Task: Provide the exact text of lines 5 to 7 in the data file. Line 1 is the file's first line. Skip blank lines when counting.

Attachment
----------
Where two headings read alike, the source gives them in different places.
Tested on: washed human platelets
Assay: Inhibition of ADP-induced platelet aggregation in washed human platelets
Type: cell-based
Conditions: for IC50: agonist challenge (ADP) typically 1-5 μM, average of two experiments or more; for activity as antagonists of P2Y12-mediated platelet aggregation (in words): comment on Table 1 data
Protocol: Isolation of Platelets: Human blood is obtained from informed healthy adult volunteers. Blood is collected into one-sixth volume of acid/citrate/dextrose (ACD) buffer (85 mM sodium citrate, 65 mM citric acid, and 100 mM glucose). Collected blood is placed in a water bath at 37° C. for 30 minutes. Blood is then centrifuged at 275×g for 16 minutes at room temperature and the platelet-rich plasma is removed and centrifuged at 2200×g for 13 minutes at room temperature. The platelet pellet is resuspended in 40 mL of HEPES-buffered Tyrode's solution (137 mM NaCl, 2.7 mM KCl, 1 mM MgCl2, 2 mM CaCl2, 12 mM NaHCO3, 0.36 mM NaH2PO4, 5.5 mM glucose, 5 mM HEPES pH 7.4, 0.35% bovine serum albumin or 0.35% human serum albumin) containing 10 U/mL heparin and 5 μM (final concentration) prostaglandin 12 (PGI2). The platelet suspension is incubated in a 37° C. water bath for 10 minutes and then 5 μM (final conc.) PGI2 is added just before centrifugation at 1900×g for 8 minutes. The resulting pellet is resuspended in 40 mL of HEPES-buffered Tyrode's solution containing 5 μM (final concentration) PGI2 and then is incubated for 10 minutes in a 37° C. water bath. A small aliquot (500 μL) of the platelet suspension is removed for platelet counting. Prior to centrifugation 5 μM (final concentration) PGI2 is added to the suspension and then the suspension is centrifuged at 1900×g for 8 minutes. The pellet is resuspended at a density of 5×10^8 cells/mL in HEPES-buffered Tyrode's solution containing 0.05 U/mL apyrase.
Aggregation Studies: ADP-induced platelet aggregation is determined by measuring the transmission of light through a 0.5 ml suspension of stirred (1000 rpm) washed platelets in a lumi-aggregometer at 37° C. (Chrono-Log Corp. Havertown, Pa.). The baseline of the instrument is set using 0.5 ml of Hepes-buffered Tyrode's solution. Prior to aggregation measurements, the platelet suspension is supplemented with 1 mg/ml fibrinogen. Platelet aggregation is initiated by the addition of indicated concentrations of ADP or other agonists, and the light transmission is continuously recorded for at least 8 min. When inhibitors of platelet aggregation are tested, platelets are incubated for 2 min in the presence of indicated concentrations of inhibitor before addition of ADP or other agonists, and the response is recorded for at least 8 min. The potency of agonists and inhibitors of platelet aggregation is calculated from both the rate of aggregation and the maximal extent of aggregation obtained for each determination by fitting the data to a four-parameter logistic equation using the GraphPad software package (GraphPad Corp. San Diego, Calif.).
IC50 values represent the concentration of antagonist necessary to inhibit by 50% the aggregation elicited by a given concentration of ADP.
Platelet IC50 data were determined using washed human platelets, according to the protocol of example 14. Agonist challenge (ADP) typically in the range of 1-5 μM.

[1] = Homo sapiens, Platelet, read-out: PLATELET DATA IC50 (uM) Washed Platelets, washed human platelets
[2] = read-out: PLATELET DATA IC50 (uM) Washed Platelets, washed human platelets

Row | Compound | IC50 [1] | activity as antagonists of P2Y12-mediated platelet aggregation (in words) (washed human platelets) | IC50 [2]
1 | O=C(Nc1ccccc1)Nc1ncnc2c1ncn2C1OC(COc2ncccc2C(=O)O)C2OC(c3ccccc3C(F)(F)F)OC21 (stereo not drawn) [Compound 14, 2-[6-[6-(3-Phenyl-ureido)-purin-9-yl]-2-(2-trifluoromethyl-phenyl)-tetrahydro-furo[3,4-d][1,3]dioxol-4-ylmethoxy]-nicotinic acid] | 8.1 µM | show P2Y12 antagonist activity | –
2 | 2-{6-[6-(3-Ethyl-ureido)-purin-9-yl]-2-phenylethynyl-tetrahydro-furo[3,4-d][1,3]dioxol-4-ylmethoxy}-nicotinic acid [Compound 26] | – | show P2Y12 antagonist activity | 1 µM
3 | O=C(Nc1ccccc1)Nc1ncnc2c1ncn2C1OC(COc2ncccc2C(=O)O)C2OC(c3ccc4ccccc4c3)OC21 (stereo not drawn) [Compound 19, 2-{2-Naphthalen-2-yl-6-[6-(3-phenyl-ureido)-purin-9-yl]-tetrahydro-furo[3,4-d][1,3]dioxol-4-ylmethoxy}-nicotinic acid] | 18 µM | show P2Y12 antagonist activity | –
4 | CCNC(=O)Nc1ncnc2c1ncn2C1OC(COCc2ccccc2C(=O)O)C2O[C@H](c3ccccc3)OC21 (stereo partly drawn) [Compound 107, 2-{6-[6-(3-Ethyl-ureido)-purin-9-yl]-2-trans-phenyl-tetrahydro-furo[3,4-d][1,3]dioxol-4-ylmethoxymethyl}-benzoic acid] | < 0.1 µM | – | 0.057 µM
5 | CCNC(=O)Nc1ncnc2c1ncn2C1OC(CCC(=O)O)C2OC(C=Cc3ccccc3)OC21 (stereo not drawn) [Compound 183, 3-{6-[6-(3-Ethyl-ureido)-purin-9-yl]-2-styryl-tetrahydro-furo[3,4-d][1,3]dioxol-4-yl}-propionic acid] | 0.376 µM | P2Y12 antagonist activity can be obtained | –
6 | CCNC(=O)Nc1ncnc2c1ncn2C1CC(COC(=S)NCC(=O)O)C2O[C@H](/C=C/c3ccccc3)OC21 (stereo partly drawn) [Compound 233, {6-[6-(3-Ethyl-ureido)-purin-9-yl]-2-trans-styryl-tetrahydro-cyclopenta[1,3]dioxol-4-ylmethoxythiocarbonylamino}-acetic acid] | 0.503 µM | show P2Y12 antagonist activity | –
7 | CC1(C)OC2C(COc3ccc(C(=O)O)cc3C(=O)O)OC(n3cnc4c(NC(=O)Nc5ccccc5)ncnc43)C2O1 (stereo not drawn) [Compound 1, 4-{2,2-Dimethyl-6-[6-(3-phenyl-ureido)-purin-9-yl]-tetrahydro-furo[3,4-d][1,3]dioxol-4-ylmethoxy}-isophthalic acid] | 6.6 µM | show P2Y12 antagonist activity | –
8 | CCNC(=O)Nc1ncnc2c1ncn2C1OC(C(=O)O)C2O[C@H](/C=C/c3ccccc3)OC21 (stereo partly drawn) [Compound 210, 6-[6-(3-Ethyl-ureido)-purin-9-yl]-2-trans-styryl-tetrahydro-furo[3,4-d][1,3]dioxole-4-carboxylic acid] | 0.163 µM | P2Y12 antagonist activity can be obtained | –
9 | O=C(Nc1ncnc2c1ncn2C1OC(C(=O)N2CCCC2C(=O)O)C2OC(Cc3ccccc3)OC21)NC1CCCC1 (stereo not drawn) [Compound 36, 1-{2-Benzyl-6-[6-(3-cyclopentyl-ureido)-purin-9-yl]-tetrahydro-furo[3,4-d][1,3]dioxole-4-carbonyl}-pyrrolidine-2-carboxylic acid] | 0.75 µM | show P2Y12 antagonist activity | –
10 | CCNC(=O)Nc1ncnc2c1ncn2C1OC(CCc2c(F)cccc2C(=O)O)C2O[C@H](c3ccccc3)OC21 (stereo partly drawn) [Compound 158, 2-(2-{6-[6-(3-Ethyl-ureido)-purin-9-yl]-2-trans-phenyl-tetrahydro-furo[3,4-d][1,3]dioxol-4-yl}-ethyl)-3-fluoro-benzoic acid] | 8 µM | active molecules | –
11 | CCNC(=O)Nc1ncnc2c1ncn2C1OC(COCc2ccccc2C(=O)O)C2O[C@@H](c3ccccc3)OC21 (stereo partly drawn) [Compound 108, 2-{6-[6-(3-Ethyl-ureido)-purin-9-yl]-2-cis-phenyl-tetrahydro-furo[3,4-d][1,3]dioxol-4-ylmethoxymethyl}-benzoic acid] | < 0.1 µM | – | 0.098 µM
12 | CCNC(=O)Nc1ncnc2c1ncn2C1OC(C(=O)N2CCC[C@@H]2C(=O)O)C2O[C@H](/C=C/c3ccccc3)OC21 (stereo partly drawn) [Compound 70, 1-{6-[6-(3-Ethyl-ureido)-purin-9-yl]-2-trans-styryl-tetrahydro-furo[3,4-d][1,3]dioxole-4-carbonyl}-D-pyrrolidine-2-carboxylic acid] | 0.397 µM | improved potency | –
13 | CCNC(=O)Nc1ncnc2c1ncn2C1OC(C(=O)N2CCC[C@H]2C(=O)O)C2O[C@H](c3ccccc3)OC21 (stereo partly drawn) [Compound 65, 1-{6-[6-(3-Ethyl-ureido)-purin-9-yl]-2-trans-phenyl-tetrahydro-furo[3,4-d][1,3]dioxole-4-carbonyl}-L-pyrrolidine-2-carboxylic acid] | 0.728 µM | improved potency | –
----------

Conditions: for IC50: agonist challenge (ADP) typically 1-5 μM, average of two experiments or more; for activity as antagonists of P2Y12-mediated platelet aggregation (in words): comment on Table 1 data
Protocol: Isolation of Platelets: Human blood is obtained from informed healthy adult volunteers. Blood is collected into one-sixth volume of acid/citrate/dextrose (ACD) buffer (85 mM sodium citrate, 65 mM citric acid, and 100 mM glucose). Collected blood is placed in a water bath at 37° C. for 30 minutes. Blood is then centrifuged at 275×g for 16 minutes at room temperature and the platelet-rich plasma is removed and centrifuged at 2200×g for 13 minutes at room temperature. The platelet pellet is resuspended in 40 mL of HEPES-buffered Tyrode's solution (137 mM NaCl, 2.7 mM KCl, 1 mM MgCl2, 2 mM CaCl2, 12 mM NaHCO3, 0.36 mM NaH2PO4, 5.5 mM glucose, 5 mM HEPES pH 7.4, 0.35% bovine serum albumin or 0.35% human serum albumin) containing 10 U/mL heparin and 5 μM (final concentration) prostaglandin 12 (PGI2). The platelet suspension is incubated in a 37° C. water bath for 10 minutes and then 5 μM (final conc.) PGI2 is added just before centrifugation at 1900×g for 8 minutes. The resulting pellet is resuspended in 40 mL of HEPES-buffered Tyrode's solution containing 5 μM (final concentration) PGI2 and then is incubated for 10 minutes in a 37° C. water bath. A small aliquot (500 μL) of the platelet suspension is removed for platelet counting. Prior to centrifugation 5 μM (final concentration) PGI2 is added to the suspension and then the suspension is centrifuged at 1900×g for 8 minutes. The pellet is resuspended at a density of 5×10^8 cells/mL in HEPES-buffered Tyrode's solution containing 0.05 U/mL apyrase.
Aggregation Studies: ADP-induced platelet aggregation is determined by measuring the transmission of light through a 0.5 ml suspension of stirred (1000 rpm) washed platelets in a lumi-aggregometer at 37° C. (Chrono-Log Corp. Havertown, Pa.). The baseline of the instrument is set using 0.5 ml of Hepes-buffered Tyrode's solution. Prior to aggregation measurements, the platelet suspension is supplemented with 1 mg/ml fibrinogen. Platelet aggregation is initiated by the addition of indicated concentrations of ADP or other agonists, and the light transmission is continuously recorded for at least 8 min. When inhibitors of platelet aggregation are tested, platelets are incubated for 2 min in the presence of indicated concentrations of inhibitor before addition of ADP or other agonists, and the response is recorded for at least 8 min. The potency of agonists and inhibitors of platelet aggregation is calculated from both the rate of aggregation and the maximal extent of aggregation obtained for each determination by fitting the data to a four-parameter logistic equation using the GraphPad software package (GraphPad Corp. San Diego, Calif.).